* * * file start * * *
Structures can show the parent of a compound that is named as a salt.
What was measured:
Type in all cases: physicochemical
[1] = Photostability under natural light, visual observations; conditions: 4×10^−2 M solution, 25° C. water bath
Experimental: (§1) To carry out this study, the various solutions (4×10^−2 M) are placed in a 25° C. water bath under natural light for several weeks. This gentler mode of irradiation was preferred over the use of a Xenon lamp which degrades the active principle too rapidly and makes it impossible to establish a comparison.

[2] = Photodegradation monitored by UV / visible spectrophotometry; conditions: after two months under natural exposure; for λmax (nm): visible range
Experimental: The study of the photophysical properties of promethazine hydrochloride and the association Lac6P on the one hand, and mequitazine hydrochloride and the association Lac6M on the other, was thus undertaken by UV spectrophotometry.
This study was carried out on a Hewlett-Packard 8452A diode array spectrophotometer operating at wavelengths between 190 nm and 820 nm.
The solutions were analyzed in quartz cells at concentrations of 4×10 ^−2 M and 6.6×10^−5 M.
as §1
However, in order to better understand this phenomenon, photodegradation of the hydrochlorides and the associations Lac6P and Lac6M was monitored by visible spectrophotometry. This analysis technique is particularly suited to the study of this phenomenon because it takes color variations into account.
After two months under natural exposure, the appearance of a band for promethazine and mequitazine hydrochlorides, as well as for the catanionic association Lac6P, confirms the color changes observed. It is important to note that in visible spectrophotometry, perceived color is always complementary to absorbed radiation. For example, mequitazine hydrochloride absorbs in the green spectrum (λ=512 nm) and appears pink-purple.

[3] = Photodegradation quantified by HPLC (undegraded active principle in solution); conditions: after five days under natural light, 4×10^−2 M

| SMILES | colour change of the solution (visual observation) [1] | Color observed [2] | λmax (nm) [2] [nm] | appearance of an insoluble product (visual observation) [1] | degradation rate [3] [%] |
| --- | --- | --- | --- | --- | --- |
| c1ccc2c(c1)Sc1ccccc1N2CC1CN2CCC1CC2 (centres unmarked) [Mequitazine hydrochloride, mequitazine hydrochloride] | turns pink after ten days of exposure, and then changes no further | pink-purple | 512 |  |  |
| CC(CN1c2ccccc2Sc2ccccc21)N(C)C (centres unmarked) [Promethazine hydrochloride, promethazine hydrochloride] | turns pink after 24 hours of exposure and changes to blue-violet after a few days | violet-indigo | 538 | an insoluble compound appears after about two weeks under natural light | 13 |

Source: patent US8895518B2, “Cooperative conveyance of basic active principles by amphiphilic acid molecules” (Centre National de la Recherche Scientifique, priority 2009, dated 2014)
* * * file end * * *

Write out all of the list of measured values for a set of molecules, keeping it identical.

Structures can show the parent of a compound that is named as a salt.
What was measured:
Type in all cases: physicochemical
[1] = Photostability under natural light, visual observations; conditions: 4×10^−2 M solution, 25° C. water bath
Experimental: (§1) To carry out this study, the various solutions (4×10^−2 M) are placed in a 25° C. water bath under natural light for several weeks. This gentler mode of irradiation was preferred over the use of a Xenon lamp which degrades the active principle too rapidly and makes it impossible to establish a comparison.

[2] = Photodegradation monitored by UV / visible spectrophotometry; conditions: after two months under natural exposure; for λmax (nm): visible range
Experimental: The study of the photophysical properties of promethazine hydrochloride and the association Lac6P on the one hand, and mequitazine hydrochloride and the association Lac6M on the other, was thus undertaken by UV spectrophotometry.
This study was carried out on a Hewlett-Packard 8452A diode array spectrophotometer operating at wavelengths between 190 nm and 820 nm.
The solutions were analyzed in quartz cells at concentrations of 4×10 ^−2 M and 6.6×10^−5 M.
as §1
However, in order to better understand this phenomenon, photodegradation of the hydrochlorides and the associations Lac6P and Lac6M was monitored by visible spectrophotometry. This analysis technique is particularly suited to the study of this phenomenon because it takes color variations into account.
After two months under natural exposure, the appearance of a band for promethazine and mequitazine hydrochlorides, as well as for the catanionic association Lac6P, confirms the color changes observed. It is important to note that in visible spectrophotometry, perceived color is always complementary to absorbed radiation. For example, mequitazine hydrochloride absorbs in the green spectrum (λ=512 nm) and appears pink-purple.

[3] = Photodegradation quantified by HPLC (undegraded active principle in solution); conditions: after five days under natural light, 4×10^−2 M

| SMILES | colour change of the solution (visual observation) [1] | Color observed [2] | λmax (nm) [2] [nm] | appearance of an insoluble product (visual observation) [1] | degradation rate [3] [%] |
| --- | --- | --- | --- | --- | --- |
| c1ccc2c(c1)Sc1ccccc1N2CC1CN2CCC1CC2 (centres unmarked) [Mequitazine hydrochloride, mequitazine hydrochloride] | turns pink after ten days of exposure, and then changes no further | pink-purple | 512 |  |  |
| CC(CN1c2ccccc2Sc2ccccc21)N(C)C (centres unmarked) [Promethazine hydrochloride, promethazine hydrochloride] | turns pink after 24 hours of exposure and changes to blue-violet after a few days | violet-indigo | 538 | an insoluble compound appears after about two weeks under natural light | 13 |

Source: patent US8895518B2, “Cooperative conveyance of basic active principles by amphiphilic acid molecules” (Centre National de la Recherche Scientifique, priority 2009, dated 2014)